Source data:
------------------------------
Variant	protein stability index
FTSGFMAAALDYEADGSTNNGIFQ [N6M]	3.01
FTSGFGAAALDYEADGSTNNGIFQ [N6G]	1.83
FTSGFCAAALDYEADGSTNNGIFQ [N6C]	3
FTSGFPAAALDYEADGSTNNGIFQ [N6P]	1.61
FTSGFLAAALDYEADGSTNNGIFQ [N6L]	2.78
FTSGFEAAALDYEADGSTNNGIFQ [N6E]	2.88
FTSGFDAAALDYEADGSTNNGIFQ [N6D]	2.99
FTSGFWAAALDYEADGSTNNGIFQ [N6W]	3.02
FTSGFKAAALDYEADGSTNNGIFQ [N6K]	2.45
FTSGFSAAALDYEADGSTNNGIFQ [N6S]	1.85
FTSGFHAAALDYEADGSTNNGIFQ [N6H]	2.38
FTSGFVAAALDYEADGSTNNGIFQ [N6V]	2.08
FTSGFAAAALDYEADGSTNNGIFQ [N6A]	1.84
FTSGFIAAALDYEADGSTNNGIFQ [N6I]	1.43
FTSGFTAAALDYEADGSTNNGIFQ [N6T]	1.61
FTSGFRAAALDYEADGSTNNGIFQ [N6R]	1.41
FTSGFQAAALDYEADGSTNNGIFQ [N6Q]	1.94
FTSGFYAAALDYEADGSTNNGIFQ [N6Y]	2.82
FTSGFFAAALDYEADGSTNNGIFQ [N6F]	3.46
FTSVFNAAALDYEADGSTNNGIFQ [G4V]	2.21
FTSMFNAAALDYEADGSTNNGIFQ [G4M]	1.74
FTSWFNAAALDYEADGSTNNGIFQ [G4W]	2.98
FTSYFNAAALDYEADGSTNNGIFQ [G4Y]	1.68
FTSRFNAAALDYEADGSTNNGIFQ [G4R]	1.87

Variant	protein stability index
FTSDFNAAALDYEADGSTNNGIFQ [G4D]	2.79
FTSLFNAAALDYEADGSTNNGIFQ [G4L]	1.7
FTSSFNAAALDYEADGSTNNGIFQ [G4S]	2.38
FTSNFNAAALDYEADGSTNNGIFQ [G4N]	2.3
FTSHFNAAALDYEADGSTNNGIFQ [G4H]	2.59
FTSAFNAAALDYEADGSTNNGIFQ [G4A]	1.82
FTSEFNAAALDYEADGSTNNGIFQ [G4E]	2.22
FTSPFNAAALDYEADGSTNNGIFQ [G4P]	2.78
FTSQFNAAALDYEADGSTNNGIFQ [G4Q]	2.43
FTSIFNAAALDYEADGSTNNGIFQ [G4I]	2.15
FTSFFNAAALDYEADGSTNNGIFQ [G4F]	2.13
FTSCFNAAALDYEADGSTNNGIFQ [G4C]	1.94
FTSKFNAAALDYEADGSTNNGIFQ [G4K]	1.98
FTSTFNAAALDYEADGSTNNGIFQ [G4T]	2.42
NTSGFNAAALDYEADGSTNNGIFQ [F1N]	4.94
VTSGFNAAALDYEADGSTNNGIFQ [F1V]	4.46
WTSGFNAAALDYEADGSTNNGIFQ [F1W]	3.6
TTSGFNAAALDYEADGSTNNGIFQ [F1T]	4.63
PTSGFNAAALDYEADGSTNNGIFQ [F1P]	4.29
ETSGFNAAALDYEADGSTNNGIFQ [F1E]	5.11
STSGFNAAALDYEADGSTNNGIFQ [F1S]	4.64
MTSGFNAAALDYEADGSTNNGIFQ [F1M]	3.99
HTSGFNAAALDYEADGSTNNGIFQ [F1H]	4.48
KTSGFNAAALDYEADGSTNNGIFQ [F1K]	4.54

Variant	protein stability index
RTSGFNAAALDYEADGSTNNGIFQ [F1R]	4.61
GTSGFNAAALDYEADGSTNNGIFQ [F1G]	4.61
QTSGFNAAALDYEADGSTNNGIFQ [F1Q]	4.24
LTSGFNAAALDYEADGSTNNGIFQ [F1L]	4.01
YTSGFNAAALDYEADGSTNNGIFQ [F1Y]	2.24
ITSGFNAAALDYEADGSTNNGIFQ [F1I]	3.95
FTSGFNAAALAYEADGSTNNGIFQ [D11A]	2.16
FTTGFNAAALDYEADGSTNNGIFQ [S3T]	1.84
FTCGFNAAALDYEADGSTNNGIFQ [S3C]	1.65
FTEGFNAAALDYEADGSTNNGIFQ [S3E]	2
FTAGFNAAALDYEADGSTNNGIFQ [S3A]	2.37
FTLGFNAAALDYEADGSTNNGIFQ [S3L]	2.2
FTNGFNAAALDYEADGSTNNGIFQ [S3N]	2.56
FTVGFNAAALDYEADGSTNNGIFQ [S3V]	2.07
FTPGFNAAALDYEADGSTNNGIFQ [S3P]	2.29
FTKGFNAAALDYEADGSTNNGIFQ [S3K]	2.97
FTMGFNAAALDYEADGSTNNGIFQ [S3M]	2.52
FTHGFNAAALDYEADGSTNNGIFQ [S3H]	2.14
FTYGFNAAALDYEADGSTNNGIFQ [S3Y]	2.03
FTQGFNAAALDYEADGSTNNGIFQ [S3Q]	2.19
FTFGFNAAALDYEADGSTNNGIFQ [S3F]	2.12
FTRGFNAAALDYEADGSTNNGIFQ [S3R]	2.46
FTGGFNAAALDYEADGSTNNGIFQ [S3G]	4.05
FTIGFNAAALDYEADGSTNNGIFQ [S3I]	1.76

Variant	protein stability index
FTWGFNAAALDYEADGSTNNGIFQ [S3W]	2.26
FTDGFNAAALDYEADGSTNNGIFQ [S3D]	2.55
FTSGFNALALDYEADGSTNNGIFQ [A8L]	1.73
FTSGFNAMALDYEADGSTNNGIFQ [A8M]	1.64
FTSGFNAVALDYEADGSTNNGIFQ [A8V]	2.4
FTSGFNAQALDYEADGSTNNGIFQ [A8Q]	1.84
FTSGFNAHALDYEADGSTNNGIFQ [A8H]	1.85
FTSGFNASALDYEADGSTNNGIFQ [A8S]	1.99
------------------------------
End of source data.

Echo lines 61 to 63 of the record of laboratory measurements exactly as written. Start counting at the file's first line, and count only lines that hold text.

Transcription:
FTEGFNAAALDYEADGSTNNGIFQ [S3E]	2
FTAGFNAAALDYEADGSTNNGIFQ [S3A]	2.37
FTLGFNAAALDYEADGSTNNGIFQ [S3L]	2.2